Alternative teaching and learning methods are being put in place by universities to ensure continuity in academic activities should there be a prolonged interruption to the current semester due to the Covid-19 pandemic.
For institutions that have adopted the blended learning approach, a style of education in which students learn via electronic and online media alongside traditional face-to-face teaching, this means fine-tuning and extending the electronic and online elements more extensively and at a bigger scale.
Universiti Sains Malaysia (USM), for example, had all courses accessible online on its learning management system, [email protected], to complement the face-to-face class.
But now, with the pandemic, the system has become the main platform to conduct courses fully online.
USM Centre for Development of Academic Excellence director Professor Abd Karim Alias said students could access learning resources, such as PowerPoint presentation, notes and recorded videos. To substitute face-to-face classes, a video conferencing application, Webex, is used to conduct live online sessions.
“Student engagement is the challenging part of online learning. We encourage lecturers to create interactive learning activities using applications to enhance and promote student engagement,” he said.
“As for assessments, many applications are available to help lecturers create different types of formative assessments (continuous assessments). A teacher has to adopt the mind set of being a learning designer to design an immersive learning experience for online courses.”
Universiti Utara Malaysia (UUM) School of Education and Modern Languages dean Associate Professor Fauziah Abdul Rahim said whether face-to-face, blended or full online delivery, the key is for learning to take place.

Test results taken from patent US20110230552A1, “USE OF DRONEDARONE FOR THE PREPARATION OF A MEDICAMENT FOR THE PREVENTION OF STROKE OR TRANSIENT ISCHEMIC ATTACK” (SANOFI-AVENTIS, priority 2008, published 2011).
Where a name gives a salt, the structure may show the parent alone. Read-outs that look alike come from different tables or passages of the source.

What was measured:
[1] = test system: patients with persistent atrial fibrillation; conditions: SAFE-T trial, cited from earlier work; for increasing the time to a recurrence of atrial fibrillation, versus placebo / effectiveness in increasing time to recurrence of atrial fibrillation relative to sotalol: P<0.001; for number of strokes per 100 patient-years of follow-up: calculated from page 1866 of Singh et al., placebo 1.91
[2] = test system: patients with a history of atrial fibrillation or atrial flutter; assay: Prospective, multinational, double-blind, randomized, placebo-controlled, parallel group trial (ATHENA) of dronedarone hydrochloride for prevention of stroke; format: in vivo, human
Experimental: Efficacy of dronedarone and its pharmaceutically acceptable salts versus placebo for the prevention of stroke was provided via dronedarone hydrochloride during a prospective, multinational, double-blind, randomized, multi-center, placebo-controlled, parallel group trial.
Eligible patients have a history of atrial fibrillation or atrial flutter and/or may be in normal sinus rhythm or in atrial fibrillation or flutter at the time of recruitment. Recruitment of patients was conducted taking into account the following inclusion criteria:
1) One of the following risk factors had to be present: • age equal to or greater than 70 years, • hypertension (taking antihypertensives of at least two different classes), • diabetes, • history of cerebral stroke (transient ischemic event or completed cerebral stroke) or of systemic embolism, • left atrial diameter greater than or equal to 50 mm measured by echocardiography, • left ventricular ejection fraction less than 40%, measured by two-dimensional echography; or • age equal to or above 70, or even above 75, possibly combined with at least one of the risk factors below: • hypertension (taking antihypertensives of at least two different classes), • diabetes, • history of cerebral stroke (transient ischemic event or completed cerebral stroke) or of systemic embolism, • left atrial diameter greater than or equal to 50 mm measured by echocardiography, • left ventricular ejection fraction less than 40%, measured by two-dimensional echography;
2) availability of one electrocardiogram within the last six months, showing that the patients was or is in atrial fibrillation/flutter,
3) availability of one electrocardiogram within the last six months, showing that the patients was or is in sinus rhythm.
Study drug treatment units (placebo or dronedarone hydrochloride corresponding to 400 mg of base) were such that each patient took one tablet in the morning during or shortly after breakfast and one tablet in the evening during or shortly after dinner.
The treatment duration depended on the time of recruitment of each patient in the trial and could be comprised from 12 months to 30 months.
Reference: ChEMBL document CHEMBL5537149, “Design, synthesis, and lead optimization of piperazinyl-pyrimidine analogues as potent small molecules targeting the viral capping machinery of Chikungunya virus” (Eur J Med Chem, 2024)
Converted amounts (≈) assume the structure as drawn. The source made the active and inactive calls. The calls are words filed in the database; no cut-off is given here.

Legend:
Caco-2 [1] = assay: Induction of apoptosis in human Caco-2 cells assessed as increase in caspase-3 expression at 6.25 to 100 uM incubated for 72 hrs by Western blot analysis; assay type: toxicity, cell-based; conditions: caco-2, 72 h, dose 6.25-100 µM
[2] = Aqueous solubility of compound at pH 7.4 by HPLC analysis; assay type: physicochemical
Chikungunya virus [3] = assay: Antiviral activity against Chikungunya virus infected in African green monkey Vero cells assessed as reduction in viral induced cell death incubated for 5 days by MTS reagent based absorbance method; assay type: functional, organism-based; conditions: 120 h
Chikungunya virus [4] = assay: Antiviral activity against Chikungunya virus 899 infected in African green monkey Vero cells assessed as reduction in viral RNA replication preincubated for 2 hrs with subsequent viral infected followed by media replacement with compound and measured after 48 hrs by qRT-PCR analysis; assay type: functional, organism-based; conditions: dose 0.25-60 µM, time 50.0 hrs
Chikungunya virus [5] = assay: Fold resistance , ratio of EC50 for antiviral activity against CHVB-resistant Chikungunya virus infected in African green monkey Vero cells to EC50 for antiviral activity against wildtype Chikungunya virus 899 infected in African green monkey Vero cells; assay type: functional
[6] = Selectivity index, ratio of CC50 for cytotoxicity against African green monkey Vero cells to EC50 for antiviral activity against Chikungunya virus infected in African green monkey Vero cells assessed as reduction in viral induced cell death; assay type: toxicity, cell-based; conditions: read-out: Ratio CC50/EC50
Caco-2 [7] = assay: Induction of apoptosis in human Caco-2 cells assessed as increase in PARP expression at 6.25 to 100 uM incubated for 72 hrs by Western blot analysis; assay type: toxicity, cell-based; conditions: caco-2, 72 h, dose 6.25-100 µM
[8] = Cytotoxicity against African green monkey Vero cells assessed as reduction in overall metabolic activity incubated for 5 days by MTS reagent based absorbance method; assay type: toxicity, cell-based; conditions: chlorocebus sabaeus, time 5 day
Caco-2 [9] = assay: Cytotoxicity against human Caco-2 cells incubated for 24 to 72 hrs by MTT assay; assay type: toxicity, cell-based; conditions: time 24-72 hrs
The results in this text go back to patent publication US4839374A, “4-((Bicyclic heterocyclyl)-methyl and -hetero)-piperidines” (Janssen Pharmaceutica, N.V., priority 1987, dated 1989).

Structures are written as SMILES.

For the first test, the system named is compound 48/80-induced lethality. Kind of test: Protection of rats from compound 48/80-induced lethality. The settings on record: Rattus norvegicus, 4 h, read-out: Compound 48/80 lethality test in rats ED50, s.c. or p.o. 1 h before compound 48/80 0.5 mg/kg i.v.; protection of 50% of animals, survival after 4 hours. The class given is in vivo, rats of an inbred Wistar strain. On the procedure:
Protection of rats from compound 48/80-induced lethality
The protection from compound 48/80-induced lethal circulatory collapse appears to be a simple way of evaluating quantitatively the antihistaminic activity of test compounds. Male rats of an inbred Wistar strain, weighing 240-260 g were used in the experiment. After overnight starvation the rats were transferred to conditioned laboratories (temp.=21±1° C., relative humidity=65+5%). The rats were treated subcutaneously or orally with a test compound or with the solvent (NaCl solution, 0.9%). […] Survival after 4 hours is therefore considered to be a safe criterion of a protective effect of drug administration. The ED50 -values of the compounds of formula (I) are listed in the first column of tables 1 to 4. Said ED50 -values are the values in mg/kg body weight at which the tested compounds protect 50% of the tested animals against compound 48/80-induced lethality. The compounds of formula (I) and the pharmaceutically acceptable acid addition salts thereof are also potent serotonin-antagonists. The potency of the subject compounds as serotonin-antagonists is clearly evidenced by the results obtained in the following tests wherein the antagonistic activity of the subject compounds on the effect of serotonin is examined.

This involves focusing on the learning outcomes set for the course, and thinking of possible exciting activities that might activate learning to take place so that one can assess whether the outcomes were met, she said.
“In view of the current situation where there is a need to change to online mode in the middle of the semester, the most feasible way is to design topics based on the learning outcomes in a modular-based manner. A modular-based approach is done so that students can receive the information earlier, prepare the activities required offline and have discussions online whenever needed,” Fauziah said.
At the Faculty of Communication, Arts and Media (FCAM) of the International University of Malaya-Wales, where online tools have been used in the teaching-learning process, the prospect of running fully online compelled lecturers to look at using digital educational platforms to up their game with more engaging online teaching content and ensure contact with students continues to be healthy.
“In fact, I foresee that it will only increase student participation and interactivity with lecturers,” said faculty head Dr Nurul Nisa Omar.
As an example, one of the assessments for the Event Management and Communication Campaign module was for students to run a digital campaign.